There are few entertainers in the music business like Alex Cameron. Perhaps that is a sentiment that gets thrown around too loosely, but over just a few albums into his career, Cameron’s ability to inhabit the minds of infinitely strange and troubled characters truly places him in a league of his own. On his latest record, the Australian singer-songwriter shifts gear into a more personal perspective without losing any steam. Miami Memory is a declaration of love, laden with Cameron’s signature wit and penchant for crafting an infectious pop song.
Miami Memory is filled with hilarious quotables and memorable one-liners, yet humor is only part of what makes Cameron’s songwriting so appealing. On one hand, his uncanny knack for melody is a constant force, something well-established on Cameron’s previous effort, 2017’s Forced Witness. “Far From Born Again,” one of the singles Cameron dropped in the lead up to the new record, perfectly captures this quality. Amid a slick disco guitar riff and the majestic saxophone of Roy Molloy, a simple “doo-doo” becomes the mantra for an epic tribute to sex workers.
Tunes like this are essential to understanding the Al Cam freight train and where it’s headed. By now it’s no secret Cameron is keen to exploring life’s many microscopic failures through a unique point of view. On his last record, he role-played petty ex-boyfriends, sexual predators, and certifiable douchebags to great amusement. The best part about it was he delivered those songs in the form of undeniably catchy pop-rock anthems so large and groovy, even someone misinterpreting him as a mentally sick and twisted monster would be hard-pressed to not dance to his music.
The songs on Miami Memory are easily less anthemic, but they are every bit as carefully written as anything Cameron has ever done. The tracks here come from a deeply personal place, taking familiar topics like masculinity and moral decrepitness and using them to examine the nature of Cameron’s fiery relationship with actress and artist Jemima Kirke. Many of the songs on the album seem to be directly about her – the polarizing “Miami Memory;” the despondent yet endearing “End is Nigh;” the impassioned “Other Ladies,” the list goes on.
In this love-driven state of writing, Cameron is able to churn out some of his most pensive and thoughtful songs to date. In particular, “End is Nigh” and “Too Far” strike a dark emotional chord that simultaneously uplifts Cameron’s love for Kirke into clear view. Reciting through various hypotheticals in which the pair are split and also pondering how the trials of life will alter their relationship in the future, Cameron pronounces his commitment in title-referencing lyrics on each respective song: “If the end is nigh, baby, I don’t think I want to survive” and “for as long as it’s in the cards…you could never go too far.” For what these songs lack in swagger, they more than account for in compelling lyrics and vulnerability.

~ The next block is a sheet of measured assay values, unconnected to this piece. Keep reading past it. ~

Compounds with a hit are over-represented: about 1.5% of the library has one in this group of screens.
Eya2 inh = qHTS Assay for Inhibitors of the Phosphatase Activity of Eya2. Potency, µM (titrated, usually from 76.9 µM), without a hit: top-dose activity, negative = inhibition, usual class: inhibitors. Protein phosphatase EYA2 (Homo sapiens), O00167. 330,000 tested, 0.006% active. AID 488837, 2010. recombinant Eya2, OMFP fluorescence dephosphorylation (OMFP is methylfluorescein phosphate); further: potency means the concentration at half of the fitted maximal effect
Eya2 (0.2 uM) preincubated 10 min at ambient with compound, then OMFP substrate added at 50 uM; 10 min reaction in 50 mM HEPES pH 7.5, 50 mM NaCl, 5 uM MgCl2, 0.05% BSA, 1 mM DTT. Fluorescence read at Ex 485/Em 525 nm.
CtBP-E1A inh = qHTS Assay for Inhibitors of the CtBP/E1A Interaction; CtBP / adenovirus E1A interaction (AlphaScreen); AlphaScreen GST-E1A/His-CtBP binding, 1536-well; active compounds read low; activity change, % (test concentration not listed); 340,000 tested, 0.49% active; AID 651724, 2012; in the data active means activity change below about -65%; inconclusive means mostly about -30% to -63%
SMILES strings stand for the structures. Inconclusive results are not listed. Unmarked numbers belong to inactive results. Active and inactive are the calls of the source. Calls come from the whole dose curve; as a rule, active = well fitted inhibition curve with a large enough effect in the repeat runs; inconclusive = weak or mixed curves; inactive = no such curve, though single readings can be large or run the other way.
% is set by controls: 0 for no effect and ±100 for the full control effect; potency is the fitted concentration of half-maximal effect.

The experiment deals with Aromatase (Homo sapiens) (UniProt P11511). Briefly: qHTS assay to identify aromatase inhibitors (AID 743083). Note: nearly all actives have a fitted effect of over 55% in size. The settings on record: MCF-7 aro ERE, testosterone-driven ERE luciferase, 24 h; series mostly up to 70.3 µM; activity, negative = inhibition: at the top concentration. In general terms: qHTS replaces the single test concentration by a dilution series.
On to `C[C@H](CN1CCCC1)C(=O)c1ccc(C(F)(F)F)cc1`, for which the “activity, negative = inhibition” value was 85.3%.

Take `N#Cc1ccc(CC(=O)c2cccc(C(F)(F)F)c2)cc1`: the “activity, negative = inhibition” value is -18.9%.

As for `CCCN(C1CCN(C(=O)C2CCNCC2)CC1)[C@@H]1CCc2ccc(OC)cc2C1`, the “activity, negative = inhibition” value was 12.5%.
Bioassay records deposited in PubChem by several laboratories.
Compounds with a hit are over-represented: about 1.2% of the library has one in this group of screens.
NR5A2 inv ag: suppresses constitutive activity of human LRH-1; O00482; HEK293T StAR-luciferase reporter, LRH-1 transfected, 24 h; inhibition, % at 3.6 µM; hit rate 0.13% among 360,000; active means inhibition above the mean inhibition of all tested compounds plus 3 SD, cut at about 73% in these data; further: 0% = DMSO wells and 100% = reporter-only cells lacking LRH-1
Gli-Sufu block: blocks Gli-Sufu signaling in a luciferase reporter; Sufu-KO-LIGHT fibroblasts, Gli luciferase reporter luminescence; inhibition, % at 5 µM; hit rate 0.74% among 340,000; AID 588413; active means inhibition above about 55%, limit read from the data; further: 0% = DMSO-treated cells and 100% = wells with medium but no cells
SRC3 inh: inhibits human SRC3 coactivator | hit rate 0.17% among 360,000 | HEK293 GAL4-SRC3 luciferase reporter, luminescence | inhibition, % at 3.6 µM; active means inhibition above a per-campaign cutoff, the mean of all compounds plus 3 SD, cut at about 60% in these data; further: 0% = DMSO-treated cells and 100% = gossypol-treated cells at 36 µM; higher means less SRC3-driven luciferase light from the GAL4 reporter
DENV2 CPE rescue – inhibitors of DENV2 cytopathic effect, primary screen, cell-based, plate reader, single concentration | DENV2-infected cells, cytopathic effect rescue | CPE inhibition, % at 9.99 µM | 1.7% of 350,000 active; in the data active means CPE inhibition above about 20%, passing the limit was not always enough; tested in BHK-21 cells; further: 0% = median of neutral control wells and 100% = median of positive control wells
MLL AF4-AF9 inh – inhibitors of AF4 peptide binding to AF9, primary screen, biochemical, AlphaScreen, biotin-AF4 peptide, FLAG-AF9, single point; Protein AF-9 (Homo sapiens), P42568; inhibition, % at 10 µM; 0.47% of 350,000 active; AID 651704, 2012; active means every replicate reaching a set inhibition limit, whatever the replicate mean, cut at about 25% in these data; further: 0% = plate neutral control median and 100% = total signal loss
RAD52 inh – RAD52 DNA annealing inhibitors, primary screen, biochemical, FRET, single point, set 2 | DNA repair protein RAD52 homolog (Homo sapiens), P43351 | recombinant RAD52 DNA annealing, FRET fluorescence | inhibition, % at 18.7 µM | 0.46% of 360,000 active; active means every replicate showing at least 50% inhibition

Musically, the record has more in common with the wonky late-night vibes of Cameron’s synth-heavy debut Jumping the Shark than it does with Forced Witness. Take the rigid electro beat of the title track, on which Cameron revels in a self-mythologizing love affair that consists of “eating ass like an oyster,” or the stiff grooves of the opening track “Stepdad,” a comical meditation on inherited fatherhood, and it’s clear he finds little difficulty in putting his poetry to an instrumental that boasts more sweat than suave. If anything, the rough sound pallet provides an added punch to his words, causing them to hit just a little harder and linger in your mind for an extra moment.
Where Miami Memory does present a handful of instrumental throwbacks, a large chunk of the record signifies a slight switch up in sound, albeit a foreseeable and enjoyable one. This time around, Cameron and producer Jonathan Rado veer towards stripped back piano rock and a hardened brand of singer-songwriter music, welcoming in brass, a variety of keyboard instruments and quietly rocking percussion to construct the world within Cameron’s stories exist. The horn-infused “Bad For the Boys” reads aloud a shameful list of “dudes being dudes” over a pleasant piano backdrop; “PC With Me” is assisted by more sax and Rado-flavored organ progressions; and “Divorce,” one of the most powerful pieces of dad-rock in Al Cam’s catalog, rides a fast-paced piano tune as Cameron delivers a heart-wrenching account of day to day life prior to getting served.
Though not as instantly identifiable as Cameron’s previous two records, Miami Memory is loaded with tracks that are amusing, introspective and vibrant (certainly a few will become staples at Cameron’s renown live show). He has always been emotionally invested in his own music and writing, the songs speak for themselves. In embracing the comfort and the perils of love, his work is still wildly entertaining.
Favorite tracks: Stepdad, Miami Memory, Far From Born Again, Bad for the Boys, End is Nigh, Divorce